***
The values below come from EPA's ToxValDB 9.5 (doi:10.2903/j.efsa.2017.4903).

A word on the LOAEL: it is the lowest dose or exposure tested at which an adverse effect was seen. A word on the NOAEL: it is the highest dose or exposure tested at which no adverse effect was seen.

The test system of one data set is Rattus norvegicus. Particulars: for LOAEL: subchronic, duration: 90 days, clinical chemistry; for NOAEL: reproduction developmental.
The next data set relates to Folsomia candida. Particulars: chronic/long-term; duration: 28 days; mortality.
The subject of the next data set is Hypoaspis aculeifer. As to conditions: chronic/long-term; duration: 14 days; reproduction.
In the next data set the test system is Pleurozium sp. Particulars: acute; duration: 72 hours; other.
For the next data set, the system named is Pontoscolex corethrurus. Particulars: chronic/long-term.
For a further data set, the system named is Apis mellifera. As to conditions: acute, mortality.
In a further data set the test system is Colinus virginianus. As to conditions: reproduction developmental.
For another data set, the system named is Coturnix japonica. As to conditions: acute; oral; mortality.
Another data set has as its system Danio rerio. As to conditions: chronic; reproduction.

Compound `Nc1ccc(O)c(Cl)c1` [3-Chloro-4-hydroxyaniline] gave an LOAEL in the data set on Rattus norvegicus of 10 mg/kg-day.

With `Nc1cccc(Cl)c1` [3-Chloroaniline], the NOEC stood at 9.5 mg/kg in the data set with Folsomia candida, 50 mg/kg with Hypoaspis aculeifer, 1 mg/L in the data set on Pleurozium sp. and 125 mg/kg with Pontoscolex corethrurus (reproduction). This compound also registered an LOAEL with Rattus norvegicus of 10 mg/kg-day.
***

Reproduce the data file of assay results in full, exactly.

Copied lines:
The values below come from EPA's ToxValDB 9.5 (doi:10.2903/j.efsa.2017.4903).

A word on the LOAEL: it is the lowest dose or exposure tested at which an adverse effect was seen. A word on the NOAEL: it is the highest dose or exposure tested at which no adverse effect was seen.

The test system of one data set is Rattus norvegicus. Particulars: for LOAEL: subchronic, duration: 90 days, clinical chemistry; for NOAEL: reproduction developmental.
The next data set relates to Folsomia candida. Particulars: chronic/long-term; duration: 28 days; mortality.
The subject of the next data set is Hypoaspis aculeifer. As to conditions: chronic/long-term; duration: 14 days; reproduction.
In the next data set the test system is Pleurozium sp. Particulars: acute; duration: 72 hours; other.
For the next data set, the system named is Pontoscolex corethrurus. Particulars: chronic/long-term.
For a further data set, the system named is Apis mellifera. As to conditions: acute, mortality.
In a further data set the test system is Colinus virginianus. As to conditions: reproduction developmental.
For another data set, the system named is Coturnix japonica. As to conditions: acute; oral; mortality.
Another data set has as its system Danio rerio. As to conditions: chronic; reproduction.

Compound `Nc1ccc(O)c(Cl)c1` [3-Chloro-4-hydroxyaniline] gave an LOAEL in the data set on Rattus norvegicus of 10 mg/kg-day.

With `Nc1cccc(Cl)c1` [3-Chloroaniline], the NOEC stood at 9.5 mg/kg in the data set with Folsomia candida, 50 mg/kg with Hypoaspis aculeifer, 1 mg/L in the data set on Pleurozium sp. and 125 mg/kg with Pontoscolex corethrurus (reproduction). This compound also registered an LOAEL with Rattus norvegicus of 10 mg/kg-day.